Following the May expiry of European patents protecting its biggest-selling drug, Nycomed is hoping COPD compound Daxas roflumilast will help fill part of the revenue gap. If approved, the nonsteroidal phosphodiesterase-4 inhibitor would be the first innovative COPD treatment to reach the market in 30 years and potentially the first disease-modifying drug ever approved for the disease.
However, proving the latter will take three-to-five year mortality trials that the company and partner Forest Laboratories Inc. haven't yet designed. In the meantime, Nycomed hopes that improved safety and efficacy will drive use of Daxas, which could both replace steroids in later-stage patients with chronic obstructive pulmonary disease and potentially be used earlier in the course of disease than steroids.
An NDA for Daxas is under FDA review. While a PDUFA date hasn't been announced, the companies are hoping to receive approval in 2010. Nycomed expects a decision next year from EMEA on its MAA.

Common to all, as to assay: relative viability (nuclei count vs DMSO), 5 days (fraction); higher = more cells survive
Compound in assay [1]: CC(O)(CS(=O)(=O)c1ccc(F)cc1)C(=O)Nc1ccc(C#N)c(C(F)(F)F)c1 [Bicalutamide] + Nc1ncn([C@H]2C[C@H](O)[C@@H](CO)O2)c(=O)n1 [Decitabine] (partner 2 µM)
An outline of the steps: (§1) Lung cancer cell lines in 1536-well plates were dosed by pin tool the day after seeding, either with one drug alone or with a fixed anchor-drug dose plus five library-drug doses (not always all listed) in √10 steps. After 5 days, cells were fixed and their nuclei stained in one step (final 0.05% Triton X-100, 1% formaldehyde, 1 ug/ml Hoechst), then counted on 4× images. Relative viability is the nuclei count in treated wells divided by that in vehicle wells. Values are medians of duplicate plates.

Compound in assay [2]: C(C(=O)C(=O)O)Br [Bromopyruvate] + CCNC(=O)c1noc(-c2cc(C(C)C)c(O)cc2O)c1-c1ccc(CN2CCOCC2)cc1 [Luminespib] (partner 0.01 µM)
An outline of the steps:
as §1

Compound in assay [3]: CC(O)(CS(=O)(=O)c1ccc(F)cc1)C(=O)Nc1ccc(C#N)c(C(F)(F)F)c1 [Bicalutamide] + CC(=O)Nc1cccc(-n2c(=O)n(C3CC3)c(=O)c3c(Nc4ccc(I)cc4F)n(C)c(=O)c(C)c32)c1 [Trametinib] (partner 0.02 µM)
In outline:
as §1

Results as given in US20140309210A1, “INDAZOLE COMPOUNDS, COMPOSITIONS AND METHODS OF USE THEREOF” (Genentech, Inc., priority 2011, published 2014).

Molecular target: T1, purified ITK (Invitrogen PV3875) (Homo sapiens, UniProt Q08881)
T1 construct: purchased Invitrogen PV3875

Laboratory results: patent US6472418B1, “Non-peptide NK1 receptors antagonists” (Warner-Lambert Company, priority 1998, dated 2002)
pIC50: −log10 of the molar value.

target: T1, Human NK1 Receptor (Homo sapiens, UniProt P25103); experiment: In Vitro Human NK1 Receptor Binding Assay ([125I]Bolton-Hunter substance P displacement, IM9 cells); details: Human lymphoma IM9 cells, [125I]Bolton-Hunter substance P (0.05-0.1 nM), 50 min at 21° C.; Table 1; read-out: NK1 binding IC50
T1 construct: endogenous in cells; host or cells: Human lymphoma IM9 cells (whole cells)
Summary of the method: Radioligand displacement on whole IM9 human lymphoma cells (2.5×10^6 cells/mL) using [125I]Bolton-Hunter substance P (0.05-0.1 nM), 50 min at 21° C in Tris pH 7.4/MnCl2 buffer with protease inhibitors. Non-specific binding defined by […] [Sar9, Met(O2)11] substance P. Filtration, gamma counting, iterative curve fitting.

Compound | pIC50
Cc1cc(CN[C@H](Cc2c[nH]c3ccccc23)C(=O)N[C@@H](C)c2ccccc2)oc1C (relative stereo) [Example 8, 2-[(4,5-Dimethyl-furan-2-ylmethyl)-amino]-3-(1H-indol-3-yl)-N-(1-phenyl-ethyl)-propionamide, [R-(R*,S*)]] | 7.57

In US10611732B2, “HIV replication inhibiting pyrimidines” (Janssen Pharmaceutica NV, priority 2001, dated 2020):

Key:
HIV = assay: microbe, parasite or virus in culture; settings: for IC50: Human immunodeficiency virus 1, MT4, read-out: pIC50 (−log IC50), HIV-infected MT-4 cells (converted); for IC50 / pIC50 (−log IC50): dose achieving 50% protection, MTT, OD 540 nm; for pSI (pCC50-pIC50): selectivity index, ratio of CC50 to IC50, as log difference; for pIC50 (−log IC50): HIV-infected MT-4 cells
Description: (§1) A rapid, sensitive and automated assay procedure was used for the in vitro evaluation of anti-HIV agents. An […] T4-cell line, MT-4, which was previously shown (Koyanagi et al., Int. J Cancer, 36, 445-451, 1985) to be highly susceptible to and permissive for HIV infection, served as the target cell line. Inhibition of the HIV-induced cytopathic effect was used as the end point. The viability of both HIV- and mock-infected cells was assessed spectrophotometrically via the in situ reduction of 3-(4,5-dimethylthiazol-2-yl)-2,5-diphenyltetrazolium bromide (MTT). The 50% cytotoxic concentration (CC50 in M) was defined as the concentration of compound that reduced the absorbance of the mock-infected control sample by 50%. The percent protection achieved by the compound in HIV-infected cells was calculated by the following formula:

"COPD therapy has seen very little innovation over the years and what this compound does is provide a new perspective on how to tackle the disease," Klaus Rabe, professor of medicine at Leiden University Medical Center, told BioCentury.
Rabe was a lead investigator in one of the four Phase III trials of Daxas published in The Lancet in August and presented at the CHEST meeting early this month.
Based on those data, clinicians contacted by BioCentury said the drug's ability to improve lung function and reduce exacerbations shows exciting potential. But since all the studies so far have tested Daxas as an add-on to bronchodilators, the physicians said more work needs to be done if it is going to compete with current treatments. This would include trials comparing Daxas head to head with marketed drugs, as well as long-term studies to determine the compound's effect